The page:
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Layout Piano Keys

Why are the piano keys arranged the way they are?

Let's look at the layout of the piano keys and design and how it has changed over time.

Layout Piano Keys

The piano keyboard may have many keys, but there are actually only 12 different keys;

  • 7 white keys (the diatonic c-major scale) and
  • 5 black keys (a pentatonic scale. The black keys makes it possible to play in many different tonalities).
  • This is all in all only 12 different keys.
Layout Piano Keys

The black keys are placed so that you can easily see groups of 2 and 3 black keys. This makes it easier to locate the notes on the piano. As you can see, the note C is located to the left of the two black keys:

Layout Piano Keys

If you know where C is, you can then easily figure out the rest! Read more about the names of the keys, and print a free keyboard chart here.

The same pattern is then repeated with higher (to the right) and lower (to the left) pitch all over the piano.

How many keys are there? Most acoustic pianos today have 88 keys, but there are keyboards with fewer.


Keyboard stickers are a handy tool to learn the note names on the piano keys.


But why is the layout of the piano keys the way it is?

One of the questions I often get as a piano teacher is why the keys on the piano are arranged the way they are. Actually, throughout time the piano keys have gone through many transformations and there have been many variations in the piano keyboard diagram and layout.

All the way from the ancient Hydraulis to the modern piano of today, the piano keyboard and design has changed after the scales used, what materials were available, tuning of the time, as well as different ideas on how to best play those notes.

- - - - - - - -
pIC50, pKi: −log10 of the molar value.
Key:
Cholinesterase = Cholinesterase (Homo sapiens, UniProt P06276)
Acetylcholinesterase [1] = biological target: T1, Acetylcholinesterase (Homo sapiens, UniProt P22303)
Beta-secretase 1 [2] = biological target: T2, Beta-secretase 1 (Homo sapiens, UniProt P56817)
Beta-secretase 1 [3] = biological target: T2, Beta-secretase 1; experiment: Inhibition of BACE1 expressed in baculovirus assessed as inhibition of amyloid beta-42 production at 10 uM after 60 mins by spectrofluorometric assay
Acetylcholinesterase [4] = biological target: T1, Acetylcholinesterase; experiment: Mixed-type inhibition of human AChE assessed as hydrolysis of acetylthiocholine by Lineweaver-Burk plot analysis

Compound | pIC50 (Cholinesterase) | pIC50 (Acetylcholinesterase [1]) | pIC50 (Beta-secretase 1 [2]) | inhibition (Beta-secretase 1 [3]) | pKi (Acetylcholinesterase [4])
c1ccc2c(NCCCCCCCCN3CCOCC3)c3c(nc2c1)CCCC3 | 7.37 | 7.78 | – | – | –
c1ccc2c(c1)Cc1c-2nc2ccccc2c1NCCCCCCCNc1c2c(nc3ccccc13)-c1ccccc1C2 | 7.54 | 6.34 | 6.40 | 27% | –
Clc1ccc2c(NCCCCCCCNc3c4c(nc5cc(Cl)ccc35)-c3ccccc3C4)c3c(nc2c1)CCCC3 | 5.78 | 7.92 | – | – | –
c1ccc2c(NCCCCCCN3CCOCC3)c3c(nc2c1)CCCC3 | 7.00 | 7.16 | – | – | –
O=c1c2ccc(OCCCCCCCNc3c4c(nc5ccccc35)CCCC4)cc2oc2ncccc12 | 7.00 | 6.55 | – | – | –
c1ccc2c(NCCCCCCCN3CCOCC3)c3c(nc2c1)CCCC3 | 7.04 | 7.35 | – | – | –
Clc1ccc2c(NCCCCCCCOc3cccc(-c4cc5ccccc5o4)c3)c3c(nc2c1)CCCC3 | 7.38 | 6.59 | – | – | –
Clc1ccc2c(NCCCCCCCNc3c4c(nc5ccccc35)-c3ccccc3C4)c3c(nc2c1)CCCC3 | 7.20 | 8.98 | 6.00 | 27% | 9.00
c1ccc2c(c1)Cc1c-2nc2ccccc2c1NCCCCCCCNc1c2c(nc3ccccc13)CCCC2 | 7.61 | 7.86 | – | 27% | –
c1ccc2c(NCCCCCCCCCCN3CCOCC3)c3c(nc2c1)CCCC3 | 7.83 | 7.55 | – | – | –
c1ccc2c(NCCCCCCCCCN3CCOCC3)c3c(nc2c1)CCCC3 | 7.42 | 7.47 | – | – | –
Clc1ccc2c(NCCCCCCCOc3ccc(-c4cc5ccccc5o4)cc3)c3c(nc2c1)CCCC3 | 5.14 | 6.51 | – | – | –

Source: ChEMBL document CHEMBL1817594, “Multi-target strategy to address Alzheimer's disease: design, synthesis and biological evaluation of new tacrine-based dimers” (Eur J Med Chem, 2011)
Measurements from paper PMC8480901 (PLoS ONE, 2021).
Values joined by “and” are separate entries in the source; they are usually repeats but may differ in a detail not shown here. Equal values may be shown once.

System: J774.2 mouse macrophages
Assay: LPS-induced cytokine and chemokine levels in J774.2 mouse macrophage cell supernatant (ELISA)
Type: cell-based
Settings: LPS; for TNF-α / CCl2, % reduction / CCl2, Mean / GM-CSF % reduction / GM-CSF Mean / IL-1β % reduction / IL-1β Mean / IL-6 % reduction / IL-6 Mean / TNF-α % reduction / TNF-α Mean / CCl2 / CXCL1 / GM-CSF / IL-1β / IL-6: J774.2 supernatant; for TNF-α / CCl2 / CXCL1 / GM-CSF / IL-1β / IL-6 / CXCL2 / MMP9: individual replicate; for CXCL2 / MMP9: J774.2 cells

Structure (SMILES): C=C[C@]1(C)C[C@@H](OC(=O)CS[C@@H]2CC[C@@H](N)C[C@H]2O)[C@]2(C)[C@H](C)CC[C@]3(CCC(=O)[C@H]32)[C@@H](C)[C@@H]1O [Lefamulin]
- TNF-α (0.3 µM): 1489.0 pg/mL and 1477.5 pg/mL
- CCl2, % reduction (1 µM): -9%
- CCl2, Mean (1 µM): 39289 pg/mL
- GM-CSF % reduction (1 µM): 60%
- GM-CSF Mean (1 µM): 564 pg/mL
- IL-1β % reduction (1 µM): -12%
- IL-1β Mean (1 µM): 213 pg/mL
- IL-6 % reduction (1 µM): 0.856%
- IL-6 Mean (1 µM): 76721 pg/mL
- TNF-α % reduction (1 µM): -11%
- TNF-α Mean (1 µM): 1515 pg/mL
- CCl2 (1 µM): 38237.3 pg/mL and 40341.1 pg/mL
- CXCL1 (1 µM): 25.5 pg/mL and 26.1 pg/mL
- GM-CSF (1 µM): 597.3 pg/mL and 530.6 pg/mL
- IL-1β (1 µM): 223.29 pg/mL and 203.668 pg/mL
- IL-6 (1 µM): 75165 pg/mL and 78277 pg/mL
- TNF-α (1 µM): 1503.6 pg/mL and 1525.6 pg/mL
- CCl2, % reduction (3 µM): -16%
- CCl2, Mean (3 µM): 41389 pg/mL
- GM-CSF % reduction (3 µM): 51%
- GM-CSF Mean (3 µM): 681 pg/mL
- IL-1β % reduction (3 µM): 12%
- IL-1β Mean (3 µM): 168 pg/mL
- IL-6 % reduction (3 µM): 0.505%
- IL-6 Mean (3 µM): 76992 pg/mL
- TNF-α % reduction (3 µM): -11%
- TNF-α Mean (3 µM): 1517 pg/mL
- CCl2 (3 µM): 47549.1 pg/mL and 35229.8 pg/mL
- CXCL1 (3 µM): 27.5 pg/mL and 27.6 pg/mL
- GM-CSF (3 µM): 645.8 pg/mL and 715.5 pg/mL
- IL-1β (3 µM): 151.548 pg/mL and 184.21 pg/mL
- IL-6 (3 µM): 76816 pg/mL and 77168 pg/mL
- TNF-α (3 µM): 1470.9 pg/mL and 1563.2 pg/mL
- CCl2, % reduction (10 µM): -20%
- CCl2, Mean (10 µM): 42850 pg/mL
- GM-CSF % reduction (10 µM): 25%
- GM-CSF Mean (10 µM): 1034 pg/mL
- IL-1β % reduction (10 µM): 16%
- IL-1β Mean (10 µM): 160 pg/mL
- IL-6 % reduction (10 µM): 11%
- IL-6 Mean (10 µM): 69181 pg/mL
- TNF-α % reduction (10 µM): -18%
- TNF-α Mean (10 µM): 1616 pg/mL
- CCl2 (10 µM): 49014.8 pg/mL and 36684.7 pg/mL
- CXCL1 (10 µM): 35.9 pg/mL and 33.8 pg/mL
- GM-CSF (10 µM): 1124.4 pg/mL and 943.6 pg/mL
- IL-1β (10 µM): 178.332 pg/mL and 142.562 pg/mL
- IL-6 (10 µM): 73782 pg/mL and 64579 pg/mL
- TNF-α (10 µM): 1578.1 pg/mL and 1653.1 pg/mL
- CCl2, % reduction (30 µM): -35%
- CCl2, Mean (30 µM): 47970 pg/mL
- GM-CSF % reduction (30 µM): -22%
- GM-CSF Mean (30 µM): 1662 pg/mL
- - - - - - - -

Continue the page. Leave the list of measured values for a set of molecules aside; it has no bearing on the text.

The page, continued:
Layout Piano Keys: PianoforteLayout Piano Keys on an 18th Century Fortepiano.

The pattern of the black and white keys has also changed. At times the layout of the piano keys was inverted, instead of the five black keys, they where white and the other way around.

The white keys were traditionally made from Ivory (Yes- elephant tusks :( ) and Ebenholz or Ebony, a very strong black wood.

Today the piano keys on a piano are made from synthetic man-made materials and wood. The scale on the white keys, from C to C, is the diatonic 7 note scale, also called C-major scale or Ionian mode, and from A to A, there is an a-minor scale (natural minor) or Aeolian mode.

You can from each white key ascending (going up), play one of the 7 scale modes with only white keys. And using the chromatic changes with the black keys, you can change each scale (as well as create others) and also transpose (move) the scale patterns to start from any note.

Pretty clever, huh?

However, there are two important compromises; one is you can not play intervals smaller than a half step, and the other is that the modern piano is tuned in a well tempered tuning- resulting in that the notes in between them are all a tiny bit false.

This small falseness is hardly noticeable for a modern ear, but makes it possible to smoothly play in many tonalities. (This is why J.S Bach wrote the Well-Tempered Clavier by the way!) Learn more about older keyboard instruments here.

The number of keys is different from instrument to instrument. Most pianos since 1870 have 88 keys, but there are older grand pianos with even a few more, some pianos with less, and of course various electronic keyboards with much fewer keys.

The size of the keys themselves has also varied. So basically the piano and the layout piano keys has gone through enormous changes, and still continues to evolve.




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